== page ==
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The Oxford History of the Novel in EnglishVolume 9: The World Novel in English to 1950$
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Ralph Crane, Jane Stafford, and Mark Williams

Print publication date: 2016

Print ISBN-13: 9780199609932

Published to Oxford Scholarship Online: June 2018

DOI: 10.1093/oso/9780199609932.001.0001

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Juvenile Fiction

Juvenile Fiction

Chapter:
(p.280) 15 Juvenile Fiction
Source:
The Oxford History of the Novel in English
Author(s):

Mavis Reimer

Clare Bradford

Heather Snell

Publisher:
Oxford University Press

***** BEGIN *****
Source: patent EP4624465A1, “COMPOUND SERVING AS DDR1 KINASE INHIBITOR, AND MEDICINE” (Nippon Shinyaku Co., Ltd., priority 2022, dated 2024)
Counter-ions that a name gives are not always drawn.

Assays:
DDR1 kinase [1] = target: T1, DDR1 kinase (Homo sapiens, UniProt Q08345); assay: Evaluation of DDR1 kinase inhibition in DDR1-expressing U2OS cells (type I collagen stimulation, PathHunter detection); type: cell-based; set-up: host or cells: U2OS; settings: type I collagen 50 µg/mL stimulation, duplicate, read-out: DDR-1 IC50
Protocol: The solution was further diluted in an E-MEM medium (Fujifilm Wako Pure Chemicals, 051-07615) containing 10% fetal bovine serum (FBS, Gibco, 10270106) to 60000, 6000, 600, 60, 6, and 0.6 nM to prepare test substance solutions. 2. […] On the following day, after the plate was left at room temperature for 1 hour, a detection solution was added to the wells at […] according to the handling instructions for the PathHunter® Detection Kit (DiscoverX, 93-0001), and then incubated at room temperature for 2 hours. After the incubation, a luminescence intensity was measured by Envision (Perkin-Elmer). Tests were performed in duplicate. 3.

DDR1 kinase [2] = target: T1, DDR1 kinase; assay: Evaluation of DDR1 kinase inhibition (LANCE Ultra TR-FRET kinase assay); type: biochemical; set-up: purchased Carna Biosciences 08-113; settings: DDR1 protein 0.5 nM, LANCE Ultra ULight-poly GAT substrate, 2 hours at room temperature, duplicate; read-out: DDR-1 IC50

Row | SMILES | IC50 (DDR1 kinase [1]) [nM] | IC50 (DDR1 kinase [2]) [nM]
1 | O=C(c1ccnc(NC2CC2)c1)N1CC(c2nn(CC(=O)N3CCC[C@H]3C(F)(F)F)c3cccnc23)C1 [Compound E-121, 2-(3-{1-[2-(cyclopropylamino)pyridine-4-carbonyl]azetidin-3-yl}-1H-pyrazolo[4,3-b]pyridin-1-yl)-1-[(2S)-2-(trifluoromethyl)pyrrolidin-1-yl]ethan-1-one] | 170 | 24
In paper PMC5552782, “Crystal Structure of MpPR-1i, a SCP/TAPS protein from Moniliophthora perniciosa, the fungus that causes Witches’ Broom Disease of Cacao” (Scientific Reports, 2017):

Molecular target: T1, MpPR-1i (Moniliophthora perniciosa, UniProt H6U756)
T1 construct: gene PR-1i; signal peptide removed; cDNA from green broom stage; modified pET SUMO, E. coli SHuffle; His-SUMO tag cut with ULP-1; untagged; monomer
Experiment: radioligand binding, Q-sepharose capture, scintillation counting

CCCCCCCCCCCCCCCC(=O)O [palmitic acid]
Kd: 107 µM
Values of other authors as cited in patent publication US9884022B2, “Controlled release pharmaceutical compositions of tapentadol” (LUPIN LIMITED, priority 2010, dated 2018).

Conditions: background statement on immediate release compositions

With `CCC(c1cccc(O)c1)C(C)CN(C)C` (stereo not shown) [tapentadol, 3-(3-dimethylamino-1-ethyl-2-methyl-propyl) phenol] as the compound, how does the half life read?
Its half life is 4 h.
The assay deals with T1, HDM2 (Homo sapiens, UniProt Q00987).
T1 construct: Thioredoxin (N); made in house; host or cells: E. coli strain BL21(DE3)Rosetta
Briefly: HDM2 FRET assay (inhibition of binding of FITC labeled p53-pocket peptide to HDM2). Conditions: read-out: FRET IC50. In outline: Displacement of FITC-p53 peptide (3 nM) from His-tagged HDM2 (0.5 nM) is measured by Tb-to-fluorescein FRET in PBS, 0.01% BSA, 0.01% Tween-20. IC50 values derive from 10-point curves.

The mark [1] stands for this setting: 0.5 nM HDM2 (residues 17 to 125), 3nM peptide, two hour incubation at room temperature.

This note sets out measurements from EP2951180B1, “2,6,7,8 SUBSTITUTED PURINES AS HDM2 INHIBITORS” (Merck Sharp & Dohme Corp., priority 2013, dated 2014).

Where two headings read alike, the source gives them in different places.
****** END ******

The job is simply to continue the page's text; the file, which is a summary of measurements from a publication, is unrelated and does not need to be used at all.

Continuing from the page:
DOI:10.1093/oso/9780199609932.003.0017

This chapter focuses on the juvenile fiction of the British settler colonies to 1950, and considers how writers both take up forms familiar to them from British literature and revise these forms in the attempt to account for the specific geography, politics, and cultures of their places. It is during this time that the heroics associated with building the empire had taken hold of British cultural and literary imaginations. Repeatedly, the juvenile fiction of settler colonies returns to the question of the relations between settlers and Indigenous inhabitants—sometimes respecting the power of Indigenous knowledge and traditions; often expressing the conviction of natural British superiority to Indigenous ways of knowing and living; always revealing, whether overtly or covertly, the haunting of the stories of settler cultures by the displacement of Indigenous peoples on whose land those cultures are founded.

Keywords:   juvenile fiction, British settler colonies, Indigenous peoples, British literature, British superiority

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